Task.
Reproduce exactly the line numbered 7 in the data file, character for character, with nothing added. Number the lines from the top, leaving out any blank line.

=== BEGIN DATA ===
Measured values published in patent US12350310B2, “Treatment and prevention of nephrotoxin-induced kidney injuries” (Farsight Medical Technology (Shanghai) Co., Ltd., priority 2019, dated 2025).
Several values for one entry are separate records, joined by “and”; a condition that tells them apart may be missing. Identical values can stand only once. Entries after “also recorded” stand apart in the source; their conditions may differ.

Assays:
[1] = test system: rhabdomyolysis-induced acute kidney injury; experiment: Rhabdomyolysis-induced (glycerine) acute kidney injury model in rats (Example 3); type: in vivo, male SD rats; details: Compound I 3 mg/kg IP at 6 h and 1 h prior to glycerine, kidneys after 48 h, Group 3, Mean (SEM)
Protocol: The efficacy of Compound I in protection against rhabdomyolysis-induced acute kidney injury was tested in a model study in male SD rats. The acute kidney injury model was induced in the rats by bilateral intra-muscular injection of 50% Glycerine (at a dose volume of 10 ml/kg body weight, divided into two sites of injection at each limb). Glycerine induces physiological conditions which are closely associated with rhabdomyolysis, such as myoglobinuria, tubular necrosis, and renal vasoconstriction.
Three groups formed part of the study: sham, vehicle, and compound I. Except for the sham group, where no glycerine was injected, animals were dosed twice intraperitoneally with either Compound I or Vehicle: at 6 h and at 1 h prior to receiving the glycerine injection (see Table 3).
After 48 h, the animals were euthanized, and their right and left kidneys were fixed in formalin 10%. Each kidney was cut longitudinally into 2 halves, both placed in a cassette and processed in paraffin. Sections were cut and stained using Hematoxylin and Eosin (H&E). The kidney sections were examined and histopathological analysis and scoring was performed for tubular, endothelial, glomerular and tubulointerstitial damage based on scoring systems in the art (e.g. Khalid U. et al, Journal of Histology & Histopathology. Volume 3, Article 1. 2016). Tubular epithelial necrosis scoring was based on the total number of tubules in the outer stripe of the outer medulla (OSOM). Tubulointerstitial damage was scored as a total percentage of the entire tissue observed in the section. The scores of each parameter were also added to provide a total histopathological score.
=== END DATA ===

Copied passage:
After 48 h, the animals were euthanized, and their right and left kidneys were fixed in formalin 10%. Each kidney was cut longitudinally into 2 halves, both placed in a cassette and processed in paraffin. Sections were cut and stained using Hematoxylin and Eosin (H&E). The kidney sections were examined and histopathological analysis and scoring was performed for tubular, endothelial, glomerular and tubulointerstitial damage based on scoring systems in the art (e.g. Khalid U. et al, Journal of Histology & Histopathology. Volume 3, Article 1. 2016). Tubular epithelial necrosis scoring was based on the total number of tubules in the outer stripe of the outer medulla (OSOM). Tubulointerstitial damage was scored as a total percentage of the entire tissue observed in the section. The scores of each parameter were also added to provide a total histopathological score.